UK Device Use and Associations (DUaA)

Published: 19-10-2020| Version 1 | DOI: 10.17632/pyxhjd58d9.1
Contributors:
Madeleine Steeds,
Sarah Clinch,
Caroline Jay

Description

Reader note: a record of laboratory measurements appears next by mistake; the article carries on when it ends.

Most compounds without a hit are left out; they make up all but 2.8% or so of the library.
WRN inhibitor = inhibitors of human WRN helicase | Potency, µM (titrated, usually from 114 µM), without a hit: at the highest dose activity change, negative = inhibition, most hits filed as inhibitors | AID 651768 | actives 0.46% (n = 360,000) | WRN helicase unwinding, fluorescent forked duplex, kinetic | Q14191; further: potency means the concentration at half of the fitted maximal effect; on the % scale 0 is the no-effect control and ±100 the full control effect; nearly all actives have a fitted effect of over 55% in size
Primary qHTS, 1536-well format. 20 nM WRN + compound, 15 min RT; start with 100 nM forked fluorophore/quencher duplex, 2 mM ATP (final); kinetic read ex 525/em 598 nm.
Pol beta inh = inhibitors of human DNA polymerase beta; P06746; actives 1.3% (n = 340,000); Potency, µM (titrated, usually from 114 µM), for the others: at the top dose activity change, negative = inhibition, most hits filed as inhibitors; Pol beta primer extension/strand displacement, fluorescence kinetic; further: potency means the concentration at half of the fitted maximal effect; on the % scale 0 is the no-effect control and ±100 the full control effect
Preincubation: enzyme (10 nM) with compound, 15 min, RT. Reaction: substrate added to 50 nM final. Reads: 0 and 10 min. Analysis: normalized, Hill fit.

This research aimed to investigate how adults in the UK use four everyday devices, the associations they make with the devices, and whether there is an interaction between how they are used and perceived. The data was collected via an online survey advertised on prolific.ac, and participants who were under 18, non-native English speakers, or did not complete the survey were excluded. Participants were asked to provide demographic information, how many of each device they use frequently and the make and model. They were asked about their confidence using the device and to complete a free association task and multiple choice association task about smartphones and desktops. Participants then rated the four devices as hedonic and utilitarian (Batra and Ahtola, 1991), and to rate the devices within the Stereotype Content Model as per experiment 2 of Schwind et al. (2019). Participants were asked how long they spent on activities on their devices and what activities they undertake. The data was analysed using ANOVAs, MANOVAs, correlations, and regressions. In some cases the data was non-parametric so equivalent tests or z-score transformations were applied. The data here is the raw data, before the exclusion criteria was applied. The full questionnaire is included with the data. In the free association data, if no words or more than one word were saved to a row, this was not included in the analysis. Activities data was analysed by scoring hedonic activities as 1, utilitarian activities as -1 and neutral activities as 0 (Utilitarian activities: emailing; meetings; reading for work; making notes; banking; reading/watching the news; report writing; spreadsheets; presentations. Hedonic activities: social media; messaging; gaming; shopping; writing for pleasure; reading for pleasure; watching television; listening to music/podcasts; browsing; online dating; taking/viewing photos). Data for "Useful", "valuable" and "pleasant" in the 'opinion' CSVs needs to be counterbalanced (e.g. 5=1).

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